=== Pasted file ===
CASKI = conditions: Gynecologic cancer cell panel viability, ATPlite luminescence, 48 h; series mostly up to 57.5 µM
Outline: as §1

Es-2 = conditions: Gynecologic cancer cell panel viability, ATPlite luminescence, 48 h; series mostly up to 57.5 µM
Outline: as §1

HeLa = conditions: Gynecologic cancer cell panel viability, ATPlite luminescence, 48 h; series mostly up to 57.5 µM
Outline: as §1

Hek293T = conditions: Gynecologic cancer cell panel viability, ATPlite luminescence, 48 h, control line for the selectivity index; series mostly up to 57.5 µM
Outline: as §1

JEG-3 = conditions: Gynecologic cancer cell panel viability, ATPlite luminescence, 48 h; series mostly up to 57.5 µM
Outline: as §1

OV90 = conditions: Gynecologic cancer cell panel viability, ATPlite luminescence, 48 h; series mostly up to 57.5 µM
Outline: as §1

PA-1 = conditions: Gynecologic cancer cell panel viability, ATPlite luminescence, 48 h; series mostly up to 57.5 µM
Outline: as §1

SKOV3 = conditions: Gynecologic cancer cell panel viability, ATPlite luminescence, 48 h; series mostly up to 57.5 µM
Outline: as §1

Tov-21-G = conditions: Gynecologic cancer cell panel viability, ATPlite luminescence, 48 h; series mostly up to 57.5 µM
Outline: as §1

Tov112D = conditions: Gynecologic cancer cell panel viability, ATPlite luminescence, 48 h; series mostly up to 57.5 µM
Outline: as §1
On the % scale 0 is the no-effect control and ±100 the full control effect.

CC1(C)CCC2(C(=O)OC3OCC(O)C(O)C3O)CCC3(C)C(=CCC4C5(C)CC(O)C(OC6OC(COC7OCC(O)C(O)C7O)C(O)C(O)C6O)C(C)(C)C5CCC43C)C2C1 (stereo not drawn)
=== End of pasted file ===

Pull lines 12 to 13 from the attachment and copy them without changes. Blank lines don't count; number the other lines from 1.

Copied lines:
Outline: as §1

PA-1 = conditions: Gynecologic cancer cell panel viability, ATPlite luminescence, 48 h; series mostly up to 57.5 µM